About This Work:
Son of a taxi driver and a housewife, Murakami grew up in Tokyo, then attended Tokyo University of Fine Arts and Music, the country’s most prestigious arts institution. He holds a Ph.D. in Nihonga – the refined hybrid of European and traditional Japanese painting that was invented in the late 19th century. Nihonga paintings are employed to render likenesses of bouquets and landscapes, in accordance to traditional Japanese artistic conventions, techniques and materials, to suit the influx of European tourism and an export market to the West.
Prior to 1868, Japan’s Meiji period, the word for “fine art” did not exist in the Japanese language. It was only after this time that the country imported this foreign ”art” notion and created a vocabulary for it. The blurring of high and low, of West and East, remains characteristic of Japanese society.
Takashi Murakami is the one that, better than any other Japanese artists, has been able to incorporate all the cultural contradictions and influences of Japan that even today permeate the Japanese society. He is one of the most well-known Japanese contemporary artists.
Murakami aligns himself with the geeky, obsessive fans and collectors of the Japanese manga, anime and animations, whose name is ‘otaku’. By combing Nihonga painting with otaku aesthetic, merging tradition with contemporary, he has literally changed the face of Japanese art. Some years ago Murakami elaborated a theory under the clever rubric ”Superflat”, linking the flat picture planes of traditional Japanese paintings to the lack of any distinction between high and low in Japanese culture. On stylistic grounds he grouped together some traditional artists of the Edo period (1603-1868) with the creators of modern-day animated films, arguing that there were important formal similarities in the flatness of their work. Now, having analyzed Japanese pop culture aesthetically, he is turning his scrutiny to the function that superflatness might be serving in contemporary Japanese society. Superflat can be described as a flattening process that conveniently released both the artist and the viewer from grappling with the contradictions of Japan’s wartime experience as predator and victim and postwar status as economic rival of, and political subordinate to, the United States.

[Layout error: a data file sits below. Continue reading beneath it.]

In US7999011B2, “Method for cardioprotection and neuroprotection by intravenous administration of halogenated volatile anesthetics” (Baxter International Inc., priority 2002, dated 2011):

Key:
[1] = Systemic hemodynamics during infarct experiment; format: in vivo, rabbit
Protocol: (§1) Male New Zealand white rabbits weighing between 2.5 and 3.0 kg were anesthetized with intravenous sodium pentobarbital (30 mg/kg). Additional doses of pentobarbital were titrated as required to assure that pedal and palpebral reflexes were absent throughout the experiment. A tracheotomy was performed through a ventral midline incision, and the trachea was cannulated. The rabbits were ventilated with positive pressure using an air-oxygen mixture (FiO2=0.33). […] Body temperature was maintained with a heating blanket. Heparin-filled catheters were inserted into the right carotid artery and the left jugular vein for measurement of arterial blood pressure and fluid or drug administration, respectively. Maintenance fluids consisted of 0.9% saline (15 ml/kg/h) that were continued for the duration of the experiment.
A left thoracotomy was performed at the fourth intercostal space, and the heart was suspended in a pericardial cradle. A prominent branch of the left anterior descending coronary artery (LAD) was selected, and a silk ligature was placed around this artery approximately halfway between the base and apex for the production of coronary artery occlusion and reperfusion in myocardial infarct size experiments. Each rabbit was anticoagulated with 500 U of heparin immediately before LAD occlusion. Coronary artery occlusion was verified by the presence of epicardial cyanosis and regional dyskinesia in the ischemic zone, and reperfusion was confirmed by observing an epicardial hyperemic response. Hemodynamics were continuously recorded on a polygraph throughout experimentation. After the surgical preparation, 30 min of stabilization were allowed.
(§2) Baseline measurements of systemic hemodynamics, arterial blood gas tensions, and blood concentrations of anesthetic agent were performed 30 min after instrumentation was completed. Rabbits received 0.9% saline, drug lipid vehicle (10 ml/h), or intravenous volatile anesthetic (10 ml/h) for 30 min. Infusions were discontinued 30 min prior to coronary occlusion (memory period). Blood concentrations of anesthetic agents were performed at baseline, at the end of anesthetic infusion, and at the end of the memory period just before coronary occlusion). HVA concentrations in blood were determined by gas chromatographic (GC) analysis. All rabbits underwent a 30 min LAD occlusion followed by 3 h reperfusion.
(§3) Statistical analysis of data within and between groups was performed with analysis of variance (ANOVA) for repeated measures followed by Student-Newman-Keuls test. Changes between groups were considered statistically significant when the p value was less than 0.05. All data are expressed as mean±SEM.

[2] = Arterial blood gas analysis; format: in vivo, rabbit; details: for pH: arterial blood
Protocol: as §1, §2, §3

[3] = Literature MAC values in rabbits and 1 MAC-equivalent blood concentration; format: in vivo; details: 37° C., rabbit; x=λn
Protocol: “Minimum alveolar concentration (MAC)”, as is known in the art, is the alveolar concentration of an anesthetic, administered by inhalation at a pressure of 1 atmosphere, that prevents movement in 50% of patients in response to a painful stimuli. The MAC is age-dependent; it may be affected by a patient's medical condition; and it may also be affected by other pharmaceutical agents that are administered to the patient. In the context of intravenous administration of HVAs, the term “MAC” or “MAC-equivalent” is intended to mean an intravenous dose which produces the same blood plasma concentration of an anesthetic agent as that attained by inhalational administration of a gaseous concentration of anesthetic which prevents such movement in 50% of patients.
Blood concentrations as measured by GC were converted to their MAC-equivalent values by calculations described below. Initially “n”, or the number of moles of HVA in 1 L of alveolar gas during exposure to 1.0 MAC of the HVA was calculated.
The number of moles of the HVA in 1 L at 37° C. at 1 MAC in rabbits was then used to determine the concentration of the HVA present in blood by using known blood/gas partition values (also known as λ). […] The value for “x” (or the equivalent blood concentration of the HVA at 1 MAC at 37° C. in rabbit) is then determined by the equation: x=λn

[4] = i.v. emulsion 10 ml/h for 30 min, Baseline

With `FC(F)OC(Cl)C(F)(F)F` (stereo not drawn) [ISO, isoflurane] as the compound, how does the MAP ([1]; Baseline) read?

Murakami maintains that respectable Japanese artists largely ignored the horrors of World War II and the humiliations of the postwar occupation, relinquishing the subjects to the ‘otaku’, who transported these tough realities into the realm of cartoon fantasy. In many of the classic manga and anime stories the plot revolves around a bomb or radiation device that devastates Tokyo. ”I thought: why does otaku culture so many times have an explosion that looks like an atomic bomb? I was trying to find out why otaku people are always repeating the same scene and why I was so interested in it myself“. He concluded that otaku raised ”a mirror” to a reality that the larger culture preferred to ignore. In childlike animated forms, anguished truths were stripped of their historical context.
This week’s Work Of The Week, KiKi With Moss, is from a two parts suite consisting of Kiki and his counter partner KaiKai. KaiKai and KiKi loosely translate into good and evil or the Angel and Devil. These characters have come to be seen as avatars of the opposing aspects of Murakami’s own character and they can be interpreted to be his ultimate self-portrait.
KiKi With Moss and KaiKai With Moss, 2004
Murakami’s work embodies some interests that extend far beyond Japan. It’s a blend of fantasy, apocalypse and innocence. He speaks about important themes such as the atomic bomb, the war, the issues that are affecting Japanese culture and society past and present, the relationship between the Western world and Japanese culture – and he does it through colorful, cartoon-like characters that at times have smiling faces and mesmerizing flowers, and at times have disturbing jagged teeth like fangs, making the cute violent. It’s all the disparate elements combined that speak to the moment and reveal a deeper meaning to a culture that Murakami sees as divided, confused, confident and progressive. A culture full of hope for the future, but one that needs to remember and embrace its past.